Friday, February 26, 2010

The team and the individual - getting the balance right

Quick straw-poll: how many folks watching the Gwalior ODI yelled at the television sets (or at the monitor) when Dhoni took a single off the last ball of the 48th and 49th overs? (I presume people were a little louder when he did it in the 49th over).

Well, I did. Because like everyone else, I had forgotten about the match underway, and the fact that it was being played by two teams, and had become fixated on the achievements of one man. Fair enough to a point; world records do tend to obsess us and the man occupying centerstage was not just any player but arguably the greatest batsman of his generation.

But later, when I had calmed down a bit and put the rampaging schoolboy in me to bed, I thought a bit more about my reaction. What exactly, had I wanted Dhoni to do? And I don't just mean the bit about the single, for I had wanted him to turn the strike over to Tendulkar as quickly as possible.

But why on earth should Dhoni have done that? The team needed one thing at that moment, and one thing alone: as many runs as possible on the board. There is not point in saying, "We already had 350 runs plus on the board". This is a modern ODI and such scores are not unattainable.

Dhoni could have turned the strike over to Tendulkar, yes, and then perhaps, gone back to his hitting ways. But why let that consideration arise? In a team-sport, if a team is to truly rise to champion level, it must, find a way to somehow subjugate the individual (and I don't mean that in any offensive sense whatsoever) to the team's needs.

I agree that a happy team is made up of those folks who think the collective takes care of their individual aspirations; hence the attention paid to individual landmarks when timing declarations. But the cleverest declarations run these two together ("We need some quick runs, go on get your ton, I can give you another 10 overs before we call it off").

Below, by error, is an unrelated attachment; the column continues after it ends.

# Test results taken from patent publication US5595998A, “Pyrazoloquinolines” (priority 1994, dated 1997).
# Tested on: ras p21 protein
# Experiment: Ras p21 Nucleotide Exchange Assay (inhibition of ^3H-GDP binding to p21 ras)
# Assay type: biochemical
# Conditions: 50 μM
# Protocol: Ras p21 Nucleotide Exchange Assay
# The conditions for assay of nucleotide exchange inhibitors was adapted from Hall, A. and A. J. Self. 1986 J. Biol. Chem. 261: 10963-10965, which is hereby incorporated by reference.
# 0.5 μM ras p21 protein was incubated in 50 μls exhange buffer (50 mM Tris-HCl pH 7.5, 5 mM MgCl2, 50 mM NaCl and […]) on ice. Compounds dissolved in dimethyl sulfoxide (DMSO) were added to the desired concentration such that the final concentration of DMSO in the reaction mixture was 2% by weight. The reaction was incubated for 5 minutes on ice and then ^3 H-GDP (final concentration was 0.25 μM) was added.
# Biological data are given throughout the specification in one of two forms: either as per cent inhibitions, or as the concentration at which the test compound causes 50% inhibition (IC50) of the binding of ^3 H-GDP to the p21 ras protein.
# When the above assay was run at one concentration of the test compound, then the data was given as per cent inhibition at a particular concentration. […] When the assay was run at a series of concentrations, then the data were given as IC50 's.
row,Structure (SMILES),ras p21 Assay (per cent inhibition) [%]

And Dhoni, canny man that he is, knew he could balance the two. I don't doubt he would have taken a single quicker had Tendulkar been on 195. His swinging for the fences added runs aplenty and even the singles that he took on the last balls of those overs only came about because his shots didn't. He wasn't trying to keep the strike, he just kept playing the shots as he could manage them, all the while knowing that Tendulkar was tiring, and couldn't play the big run-producing shots any more.

All that was needed was a single, and he knew Tendulkar would need two balls at most. When the time came, he turned down the chance for a second run and let us all (including Tendulkar) a sigh of relief.

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7 Comments:

Blogger Shridhar Jaju said...

I don't agree one bit. I know I tend to look at Dhoni's activities in negative light many times. But I disagree with you point of view based on sound cricketing logic.

It was obvious to one and all that SRT would not have gone for slogs in 190s and we can forgive him for that. You can't say that he was not putting the team first, because all of those 190 runs were scored for the team.

Had Sachin reached his 200 by 47th or 48th over (he was 198 at the end of 47), it would have allowed him to go for his shots again. MSD himself said that SRT used the pace of bowlers very well. And I am sure, given the way he batted from 147 to 186 (those 39 runs in 18 balls), it wouldn't have been much more different after his 200.

I am not complaining because eventually even MSD scored at a very good strike rate, but it was a riskier strategy. A lot more safer idea would have been to allow SRT reach his 200 earlier and then explode again as he had had the best measure of the conditions by then.

12:41 PM